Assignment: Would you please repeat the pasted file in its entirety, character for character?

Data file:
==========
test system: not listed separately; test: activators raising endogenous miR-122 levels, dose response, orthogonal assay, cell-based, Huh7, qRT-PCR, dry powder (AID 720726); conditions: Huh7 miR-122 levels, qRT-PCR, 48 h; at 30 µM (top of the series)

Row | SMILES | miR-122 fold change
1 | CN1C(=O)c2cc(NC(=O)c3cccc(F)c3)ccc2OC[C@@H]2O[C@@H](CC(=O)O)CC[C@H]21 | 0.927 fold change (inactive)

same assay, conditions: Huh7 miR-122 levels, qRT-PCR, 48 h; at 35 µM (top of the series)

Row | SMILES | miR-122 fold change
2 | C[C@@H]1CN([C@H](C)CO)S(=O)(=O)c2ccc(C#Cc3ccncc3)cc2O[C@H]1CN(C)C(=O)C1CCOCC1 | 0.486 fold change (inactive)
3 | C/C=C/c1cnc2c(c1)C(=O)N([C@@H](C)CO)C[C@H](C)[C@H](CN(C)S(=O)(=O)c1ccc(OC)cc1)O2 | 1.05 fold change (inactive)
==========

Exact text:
test system: not listed separately; test: activators raising endogenous miR-122 levels, dose response, orthogonal assay, cell-based, Huh7, qRT-PCR, dry powder (AID 720726); conditions: Huh7 miR-122 levels, qRT-PCR, 48 h; at 30 µM (top of the series)

Row | SMILES | miR-122 fold change
1 | CN1C(=O)c2cc(NC(=O)c3cccc(F)c3)ccc2OC[C@@H]2O[C@@H](CC(=O)O)CC[C@H]21 | 0.927 fold change (inactive)

same assay, conditions: Huh7 miR-122 levels, qRT-PCR, 48 h; at 35 µM (top of the series)

Row | SMILES | miR-122 fold change
2 | C[C@@H]1CN([C@H](C)CO)S(=O)(=O)c2ccc(C#Cc3ccncc3)cc2O[C@H]1CN(C)C(=O)C1CCOCC1 | 0.486 fold change (inactive)
3 | C/C=C/c1cnc2c(c1)C(=O)N([C@@H](C)CO)C[C@H](C)[C@H](CN(C)S(=O)(=O)c1ccc(OC)cc1)O2 | 1.05 fold change (inactive)